By Greg Lecker
The first fall day is full. Full – full of plant biomass (foliage, flowers, fruits) and full of temperature. I enter the Grace Dayton Wildflower woodland seeking a bit or relief. Clumped on a patch of wood chips is a small pile of black and green. At first I think it’s scat (animal droppings).
Not scat – Black Walnut Hull
Looking more closely, I see that it is the outer hull of black walnut fruit – already eaten by squirrels. Also near the forest floor is a bit of red – berries atop a short stalk.
Jack-in-the-Pulpit is woodland plant that grows best in deep shade in moist, humus-rich soil. Resembling a green calla lily, it is attractive in bloom in late April to mid-June and again in the fall when it produces clusters of bright red berries on 2-foot tall plants. The tip of its spaethe (its hood or pulpit) droops to hide its spadix (the Jack). The seed berries form at the base of the spadix. It can be easily grown in a shady garden by planting the fleshy corms in the fall. These are the same corns that wild turkey seems to pursue as it forages in leaf litter with those sharp, strong feet! Another method – and nature’s preference – is for plants to grow from the tiny seeds present in each fleshy red berry. In the first year, a single heart-shaped leaf appears. After several years of producing pairs of three-part leaves, the plant will produce the flower. This plant may go dormant if soil dries out.
False Solomon’s Seal – Berries
Walking slowly up the serpentine path leading back up to Three Mile Drive, I spy ribbed alternate leaves on an arching stem that ends in red and pink berries: false Solomon’s seal. These berries have been making a slow color change this summer — first striped green and brown, then a yellow-white, next speckled with pink, and finally red when ripe. Blooming in mid-May to late June, False Solomon’s Seal is smaller than the Great (or true) Solomon’s Seal. It can be found in open woods, prairies and along roads throughout Minnesota. It prefers moist humus-rich non-alkaline soil in light to full shade, although it blooms more in full sun.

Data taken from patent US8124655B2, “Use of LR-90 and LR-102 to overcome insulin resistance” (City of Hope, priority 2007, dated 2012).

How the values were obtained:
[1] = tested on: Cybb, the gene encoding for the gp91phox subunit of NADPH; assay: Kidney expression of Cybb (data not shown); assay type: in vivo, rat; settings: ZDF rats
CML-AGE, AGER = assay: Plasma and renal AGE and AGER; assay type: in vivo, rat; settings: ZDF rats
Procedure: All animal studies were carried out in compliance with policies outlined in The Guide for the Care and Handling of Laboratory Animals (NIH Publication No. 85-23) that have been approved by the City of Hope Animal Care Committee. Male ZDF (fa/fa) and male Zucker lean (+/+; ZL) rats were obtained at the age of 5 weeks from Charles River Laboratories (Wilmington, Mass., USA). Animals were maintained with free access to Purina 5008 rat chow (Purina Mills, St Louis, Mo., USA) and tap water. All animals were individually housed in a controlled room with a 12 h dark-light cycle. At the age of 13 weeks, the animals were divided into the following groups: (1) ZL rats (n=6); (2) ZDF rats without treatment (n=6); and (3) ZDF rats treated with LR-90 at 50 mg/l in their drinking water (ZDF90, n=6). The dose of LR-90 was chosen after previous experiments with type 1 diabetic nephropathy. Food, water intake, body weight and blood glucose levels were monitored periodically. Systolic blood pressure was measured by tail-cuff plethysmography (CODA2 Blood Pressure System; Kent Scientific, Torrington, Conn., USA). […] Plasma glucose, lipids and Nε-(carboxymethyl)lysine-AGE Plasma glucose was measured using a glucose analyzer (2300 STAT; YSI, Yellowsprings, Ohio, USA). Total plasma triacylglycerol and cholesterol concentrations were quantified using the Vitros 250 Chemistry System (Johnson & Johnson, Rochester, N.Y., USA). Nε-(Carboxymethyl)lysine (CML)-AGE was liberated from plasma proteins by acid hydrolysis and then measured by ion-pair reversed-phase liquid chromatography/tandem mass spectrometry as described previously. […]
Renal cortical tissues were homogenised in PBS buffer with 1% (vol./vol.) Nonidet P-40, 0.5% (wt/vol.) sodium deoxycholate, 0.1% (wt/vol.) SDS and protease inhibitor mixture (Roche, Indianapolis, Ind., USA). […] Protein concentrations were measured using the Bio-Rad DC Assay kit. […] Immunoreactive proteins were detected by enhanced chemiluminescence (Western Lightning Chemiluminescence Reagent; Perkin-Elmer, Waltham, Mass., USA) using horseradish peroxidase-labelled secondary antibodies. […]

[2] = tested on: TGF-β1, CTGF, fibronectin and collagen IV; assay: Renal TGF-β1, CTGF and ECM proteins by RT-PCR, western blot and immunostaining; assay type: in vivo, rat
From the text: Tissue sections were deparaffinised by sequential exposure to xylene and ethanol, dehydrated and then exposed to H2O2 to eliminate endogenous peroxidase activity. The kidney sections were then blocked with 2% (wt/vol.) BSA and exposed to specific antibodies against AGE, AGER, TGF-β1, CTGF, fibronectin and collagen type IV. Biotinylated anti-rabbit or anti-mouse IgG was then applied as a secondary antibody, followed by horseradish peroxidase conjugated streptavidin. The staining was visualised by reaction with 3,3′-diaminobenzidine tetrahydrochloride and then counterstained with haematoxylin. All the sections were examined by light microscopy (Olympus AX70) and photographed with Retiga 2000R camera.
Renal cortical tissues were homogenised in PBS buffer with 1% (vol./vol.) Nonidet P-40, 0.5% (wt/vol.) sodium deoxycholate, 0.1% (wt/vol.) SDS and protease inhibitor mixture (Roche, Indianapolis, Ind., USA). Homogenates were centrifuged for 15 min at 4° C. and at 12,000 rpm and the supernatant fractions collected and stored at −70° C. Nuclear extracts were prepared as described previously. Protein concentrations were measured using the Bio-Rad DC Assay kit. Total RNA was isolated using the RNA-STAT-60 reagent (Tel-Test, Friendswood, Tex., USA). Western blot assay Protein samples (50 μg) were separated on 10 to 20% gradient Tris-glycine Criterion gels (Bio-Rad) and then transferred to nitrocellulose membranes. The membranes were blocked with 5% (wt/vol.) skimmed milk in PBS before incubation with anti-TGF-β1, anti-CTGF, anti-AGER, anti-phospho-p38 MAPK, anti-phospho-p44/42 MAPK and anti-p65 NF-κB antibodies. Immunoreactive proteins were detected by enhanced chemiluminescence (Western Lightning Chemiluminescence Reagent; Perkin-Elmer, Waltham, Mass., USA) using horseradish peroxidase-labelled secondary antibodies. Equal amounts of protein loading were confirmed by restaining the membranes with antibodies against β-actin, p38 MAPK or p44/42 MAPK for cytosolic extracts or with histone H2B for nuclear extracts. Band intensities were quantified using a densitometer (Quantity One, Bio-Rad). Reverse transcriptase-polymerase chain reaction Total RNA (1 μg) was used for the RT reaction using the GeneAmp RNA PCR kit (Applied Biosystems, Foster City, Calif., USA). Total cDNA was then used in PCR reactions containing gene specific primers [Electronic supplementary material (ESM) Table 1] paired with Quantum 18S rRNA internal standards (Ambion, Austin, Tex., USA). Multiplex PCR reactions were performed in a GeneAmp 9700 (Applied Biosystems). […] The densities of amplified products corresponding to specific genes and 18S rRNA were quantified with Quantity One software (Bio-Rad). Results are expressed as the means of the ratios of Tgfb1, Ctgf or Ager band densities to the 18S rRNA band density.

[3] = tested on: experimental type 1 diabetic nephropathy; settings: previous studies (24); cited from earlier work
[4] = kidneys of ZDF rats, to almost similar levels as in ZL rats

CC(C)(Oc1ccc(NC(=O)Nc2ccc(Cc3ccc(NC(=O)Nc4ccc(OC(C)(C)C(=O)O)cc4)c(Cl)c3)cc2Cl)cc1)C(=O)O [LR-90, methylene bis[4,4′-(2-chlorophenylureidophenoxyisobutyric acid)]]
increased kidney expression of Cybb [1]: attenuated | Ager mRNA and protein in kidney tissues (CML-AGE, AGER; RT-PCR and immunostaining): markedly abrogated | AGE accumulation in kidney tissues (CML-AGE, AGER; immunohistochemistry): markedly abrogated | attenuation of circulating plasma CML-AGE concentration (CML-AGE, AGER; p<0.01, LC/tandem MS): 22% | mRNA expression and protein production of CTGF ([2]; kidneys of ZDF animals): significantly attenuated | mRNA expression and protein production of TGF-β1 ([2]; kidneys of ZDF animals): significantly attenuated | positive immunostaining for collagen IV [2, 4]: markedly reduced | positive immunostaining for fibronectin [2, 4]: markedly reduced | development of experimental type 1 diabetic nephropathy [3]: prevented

Crossing the roadway, I hear a familiar honk. I barely turn the camera lens upward in time to capture the source – Canada geese flocking and flying as they gather for their journey southward.
Canada Geese in Flight
In the prairie, two different asters are blooming: the taller New England Aster and a smaller more-delicate, blue-violet aster – which I think is sky-blue aster.
Pale Blue Aster
Changes – in color and temperature – are expected over the next month. Get outside and explore!
Greg Lecker is a Minnesota Master Naturalist Volunteer.